It’s a lot sweeter, but its deep caramel notes tasted fabulous with my waffles!
And like with honey, you can mix this with freshly squeezed lemon juice to balance the flavor.
You can easily get this in your local grocery store. But making it from scratch is just as easy – it’s just dates and hot water.
I used Medjool dates because they’re softer, so I only had to soak them for 30 minutes.
But if you’re using the more affordable Deglet noor, you’ll have to soak them in boiling water for two hours to soften them.
How to substitute: replace petimezi with 1/2 the amount of date syrup.
Golden syrup is a departure from petimezi’s fruity notes, and like date syrup it’s a lot sweeter than petimezi.
But it’s also got caramel, butterscotch-like undertones that make it oh-so-decadent.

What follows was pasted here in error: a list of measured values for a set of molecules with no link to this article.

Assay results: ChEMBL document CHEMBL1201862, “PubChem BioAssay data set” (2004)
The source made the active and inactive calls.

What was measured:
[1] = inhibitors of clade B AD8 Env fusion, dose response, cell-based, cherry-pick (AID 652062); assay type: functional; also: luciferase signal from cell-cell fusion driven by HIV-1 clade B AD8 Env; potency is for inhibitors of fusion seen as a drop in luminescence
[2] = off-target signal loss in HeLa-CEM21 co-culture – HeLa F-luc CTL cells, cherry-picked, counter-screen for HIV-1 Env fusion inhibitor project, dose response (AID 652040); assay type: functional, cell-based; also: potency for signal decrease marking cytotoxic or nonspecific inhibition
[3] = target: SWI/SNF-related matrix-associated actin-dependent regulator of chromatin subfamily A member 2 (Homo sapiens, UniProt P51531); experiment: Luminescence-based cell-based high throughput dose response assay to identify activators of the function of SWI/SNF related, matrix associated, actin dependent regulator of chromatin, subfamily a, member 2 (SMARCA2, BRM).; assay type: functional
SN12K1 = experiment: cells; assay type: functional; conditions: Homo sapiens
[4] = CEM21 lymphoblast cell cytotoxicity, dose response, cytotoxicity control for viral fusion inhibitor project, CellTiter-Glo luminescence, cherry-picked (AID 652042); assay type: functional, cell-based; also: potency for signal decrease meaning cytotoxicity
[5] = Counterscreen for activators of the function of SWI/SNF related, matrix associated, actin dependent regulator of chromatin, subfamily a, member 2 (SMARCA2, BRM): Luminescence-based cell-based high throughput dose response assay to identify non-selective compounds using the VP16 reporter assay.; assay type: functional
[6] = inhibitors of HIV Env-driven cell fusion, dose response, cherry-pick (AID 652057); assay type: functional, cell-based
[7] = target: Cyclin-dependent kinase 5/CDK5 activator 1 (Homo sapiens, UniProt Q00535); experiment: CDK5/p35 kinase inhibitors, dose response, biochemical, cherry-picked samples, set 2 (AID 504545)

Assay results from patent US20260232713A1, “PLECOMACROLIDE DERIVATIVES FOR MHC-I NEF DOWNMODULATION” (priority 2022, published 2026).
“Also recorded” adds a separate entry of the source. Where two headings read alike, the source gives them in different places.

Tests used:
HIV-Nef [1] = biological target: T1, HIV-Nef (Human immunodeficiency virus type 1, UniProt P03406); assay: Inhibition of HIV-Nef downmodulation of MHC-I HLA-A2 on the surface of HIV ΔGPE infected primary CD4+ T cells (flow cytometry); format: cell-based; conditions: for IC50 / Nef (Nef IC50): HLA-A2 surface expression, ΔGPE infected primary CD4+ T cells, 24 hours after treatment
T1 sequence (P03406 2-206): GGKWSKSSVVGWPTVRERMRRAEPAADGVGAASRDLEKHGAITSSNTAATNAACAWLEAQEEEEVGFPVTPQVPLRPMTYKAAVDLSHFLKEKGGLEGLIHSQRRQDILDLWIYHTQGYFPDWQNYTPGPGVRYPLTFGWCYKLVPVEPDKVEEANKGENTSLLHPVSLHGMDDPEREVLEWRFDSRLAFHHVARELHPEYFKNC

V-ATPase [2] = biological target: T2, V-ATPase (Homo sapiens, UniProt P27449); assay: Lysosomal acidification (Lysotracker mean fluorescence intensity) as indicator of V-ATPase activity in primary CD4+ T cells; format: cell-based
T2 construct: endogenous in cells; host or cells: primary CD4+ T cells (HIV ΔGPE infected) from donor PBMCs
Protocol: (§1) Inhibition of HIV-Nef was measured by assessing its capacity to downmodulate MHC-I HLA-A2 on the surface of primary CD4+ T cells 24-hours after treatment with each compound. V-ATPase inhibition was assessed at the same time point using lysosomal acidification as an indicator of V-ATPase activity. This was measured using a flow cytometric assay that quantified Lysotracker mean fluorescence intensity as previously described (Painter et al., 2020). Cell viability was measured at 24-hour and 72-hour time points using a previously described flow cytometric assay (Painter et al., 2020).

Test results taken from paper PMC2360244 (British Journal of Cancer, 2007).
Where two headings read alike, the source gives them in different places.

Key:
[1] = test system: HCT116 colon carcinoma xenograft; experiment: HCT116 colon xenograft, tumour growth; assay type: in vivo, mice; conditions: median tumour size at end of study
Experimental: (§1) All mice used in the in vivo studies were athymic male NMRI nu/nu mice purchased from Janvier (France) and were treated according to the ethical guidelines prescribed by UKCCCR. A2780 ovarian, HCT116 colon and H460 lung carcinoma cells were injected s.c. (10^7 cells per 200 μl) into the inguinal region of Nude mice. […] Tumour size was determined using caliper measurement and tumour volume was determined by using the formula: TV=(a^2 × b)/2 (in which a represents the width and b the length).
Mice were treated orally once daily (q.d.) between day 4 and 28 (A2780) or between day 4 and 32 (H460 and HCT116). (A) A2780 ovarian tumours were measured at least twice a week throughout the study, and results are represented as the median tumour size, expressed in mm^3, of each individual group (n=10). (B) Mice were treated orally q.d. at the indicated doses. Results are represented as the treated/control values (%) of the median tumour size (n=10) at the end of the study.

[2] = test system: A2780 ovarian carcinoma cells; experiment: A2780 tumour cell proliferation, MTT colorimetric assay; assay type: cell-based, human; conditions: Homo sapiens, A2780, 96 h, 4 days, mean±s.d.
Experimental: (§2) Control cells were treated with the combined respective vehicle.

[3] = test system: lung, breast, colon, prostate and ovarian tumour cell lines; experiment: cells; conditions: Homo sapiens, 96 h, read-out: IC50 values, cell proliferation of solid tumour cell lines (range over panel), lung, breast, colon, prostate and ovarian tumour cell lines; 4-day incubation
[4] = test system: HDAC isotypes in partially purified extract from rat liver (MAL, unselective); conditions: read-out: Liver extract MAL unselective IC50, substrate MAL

This ingredient is more common in the UK, but I found a bottle in my local Walmart’s British food section.
Or you can make your own golden syrup with this easy recipe.
How to substitute: replace petimezi with ¾ the amount of golden syrup.
Brown rice syrup
Brown rice syrup tastes nothing like petimezi, but it’s a good alternative if you want something less sweet.
It has a mild, nutty flavor that’s great for sweet and savory dishes.
Just a heads up, though – some tout brown rice syrup as a healthier alternative to petimezi, but it still has a pretty high glycemic index.
Moderation remains key, just like petimezi!
How to substitute: replace petimezi in a 1:1 ratio with brown rice syrup.